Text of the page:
Easy-In Steelheading

When Bob Robinson has a few morning hours to satisfy his fly-fishing habit, he heads — of all places — into the heart of White City’s industrial zone for one of the area’s best spots to flick flies at steelhead.

A stretch of the Rogue River running through the Denman Wildlife Area’s Modoc Unit is one of the upper Rogue’s seven best park-and-cast spots to try your luck for steelhead.

It’s public land, accessible without four-wheel-drive and loaded with little pockets and seams of water that usually teem with steelhead. Best yet, Robinson needs no boat to get there.

“It’s a nice stretch of water and I can usually pick a fish or two if I work hard,” says Robinson, 67, of Ashland.

Two hours and one 8-pound steelhead caught-and-released later, Robinson pulls off his waders and re-assimilates into the Rogue Valley’s daily bustle, happy to have his steelhead jones fixed.
“If all you have is two or three hours, you can’t go out on a driftboat trip,” says Robinson. “That’s a day-long commitment. That’s why I like this bank access.”

Parachuting in and out of the Northwest’s storied steelhead fisheries at a moment’s notice is a huge benefit of Rogue Valley living.

The Modoc Unit is one of numerous public-access spots along the upper Rogue where fall fly-fishers can find relatively easy angling access without investing a full day.

From TouVelle State Park off Table Rock Road all the way upstream to Cole Rivers Hatchery’s aptly named Hatchery Hole, the upper Rogue’s Lucky Seven steelheading spots offer a chance at success for traditional fly-fishers, as well as those armed with spinning rods, plastic floats and weighted flies.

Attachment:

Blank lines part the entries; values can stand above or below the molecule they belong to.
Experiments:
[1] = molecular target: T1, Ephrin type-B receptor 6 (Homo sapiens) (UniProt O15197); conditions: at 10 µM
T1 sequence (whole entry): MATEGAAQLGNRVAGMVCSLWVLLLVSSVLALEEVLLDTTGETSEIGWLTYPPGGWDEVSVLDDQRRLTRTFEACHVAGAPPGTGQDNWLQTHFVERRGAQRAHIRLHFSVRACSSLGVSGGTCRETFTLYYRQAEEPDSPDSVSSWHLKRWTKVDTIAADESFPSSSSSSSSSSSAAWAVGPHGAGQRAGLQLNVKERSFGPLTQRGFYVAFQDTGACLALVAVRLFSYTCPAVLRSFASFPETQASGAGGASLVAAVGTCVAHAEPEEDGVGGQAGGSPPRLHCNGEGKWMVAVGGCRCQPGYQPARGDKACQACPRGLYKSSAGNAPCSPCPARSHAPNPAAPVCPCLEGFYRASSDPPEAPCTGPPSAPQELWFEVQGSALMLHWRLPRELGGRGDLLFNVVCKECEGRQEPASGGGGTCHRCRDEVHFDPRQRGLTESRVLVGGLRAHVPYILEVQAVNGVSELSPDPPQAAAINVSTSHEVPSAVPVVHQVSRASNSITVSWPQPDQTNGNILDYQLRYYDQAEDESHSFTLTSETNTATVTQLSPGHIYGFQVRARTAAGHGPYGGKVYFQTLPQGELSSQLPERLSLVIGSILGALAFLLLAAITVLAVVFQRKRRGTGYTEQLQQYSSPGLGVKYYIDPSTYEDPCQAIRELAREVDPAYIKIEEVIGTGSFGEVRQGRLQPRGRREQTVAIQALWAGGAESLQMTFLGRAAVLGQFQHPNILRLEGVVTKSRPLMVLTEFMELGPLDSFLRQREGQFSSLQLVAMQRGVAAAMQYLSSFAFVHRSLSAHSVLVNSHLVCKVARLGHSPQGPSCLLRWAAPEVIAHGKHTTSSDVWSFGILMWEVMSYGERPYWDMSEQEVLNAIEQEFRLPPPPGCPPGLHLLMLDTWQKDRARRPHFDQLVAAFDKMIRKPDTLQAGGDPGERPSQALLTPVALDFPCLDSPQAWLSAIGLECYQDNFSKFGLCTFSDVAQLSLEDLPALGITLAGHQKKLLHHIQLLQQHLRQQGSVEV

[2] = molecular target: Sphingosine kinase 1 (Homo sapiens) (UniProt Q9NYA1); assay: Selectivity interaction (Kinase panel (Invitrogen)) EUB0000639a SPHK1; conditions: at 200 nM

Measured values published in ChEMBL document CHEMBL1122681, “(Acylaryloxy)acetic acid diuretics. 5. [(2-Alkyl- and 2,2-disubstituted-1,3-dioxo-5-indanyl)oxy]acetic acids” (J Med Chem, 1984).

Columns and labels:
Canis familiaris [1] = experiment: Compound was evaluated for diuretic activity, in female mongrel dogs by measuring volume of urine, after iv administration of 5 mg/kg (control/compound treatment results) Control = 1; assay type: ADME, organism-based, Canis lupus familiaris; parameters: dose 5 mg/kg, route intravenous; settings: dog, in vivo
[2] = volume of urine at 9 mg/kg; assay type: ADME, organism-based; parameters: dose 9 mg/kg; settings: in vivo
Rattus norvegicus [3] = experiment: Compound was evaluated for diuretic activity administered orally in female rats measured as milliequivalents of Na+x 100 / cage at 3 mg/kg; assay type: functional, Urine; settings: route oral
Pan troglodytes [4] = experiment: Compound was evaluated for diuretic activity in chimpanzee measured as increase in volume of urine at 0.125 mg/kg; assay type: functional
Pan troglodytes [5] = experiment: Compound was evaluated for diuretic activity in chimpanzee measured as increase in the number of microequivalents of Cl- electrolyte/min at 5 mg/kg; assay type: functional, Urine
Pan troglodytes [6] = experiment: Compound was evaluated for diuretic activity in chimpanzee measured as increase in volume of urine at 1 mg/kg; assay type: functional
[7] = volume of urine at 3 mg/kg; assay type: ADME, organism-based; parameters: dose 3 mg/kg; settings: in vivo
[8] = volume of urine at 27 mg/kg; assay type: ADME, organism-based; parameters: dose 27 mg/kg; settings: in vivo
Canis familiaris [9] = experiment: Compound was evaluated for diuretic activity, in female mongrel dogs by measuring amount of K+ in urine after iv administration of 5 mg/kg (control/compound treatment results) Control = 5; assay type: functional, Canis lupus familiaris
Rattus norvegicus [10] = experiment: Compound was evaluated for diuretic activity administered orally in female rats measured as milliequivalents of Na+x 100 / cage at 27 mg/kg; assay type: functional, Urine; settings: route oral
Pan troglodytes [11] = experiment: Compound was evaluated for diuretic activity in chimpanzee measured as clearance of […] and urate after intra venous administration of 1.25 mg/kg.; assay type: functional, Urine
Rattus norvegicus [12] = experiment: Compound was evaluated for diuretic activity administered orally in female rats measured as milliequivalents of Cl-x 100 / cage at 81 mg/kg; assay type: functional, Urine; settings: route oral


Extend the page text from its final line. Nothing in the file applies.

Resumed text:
In the Modoc Unit’s case, fishing can be so good at times it’s kept under lock and key.

Actually, the gate on TouVelle Road off Modoc Road is meant to keep out illegal dumpers. Free keys to the lock are available at the Denman office, where 6,414 keys have been given out since the program began more than a decade ago.

Here is a run-down on seven easy-access spots to park and fish for steelhead along the upper Rogue:

The Sewer Hole: Downstream from the downstream portion of TouVelle State Park, off Table Rock Road, White City. Also known as a hole that rhymes with Sit, the sewer hole is where the discharge tube dumps water from Medford’s water-treatment plant. But it’s also a steelheaders’ gold mine.

The water regularly holds migrating steelhead. Also, recycled hatchery steelhead are released at the TouVelle boat ramp, and they almost always drop into the Sewer Hole for a few days before heading back upstream.

The whole area fishes well, but fly-casters do best in the upstream end.

To get there, park at the TouVelle ramp and wade a few hundred yards downstream from the ramp until you reach where the river hugs the far bank.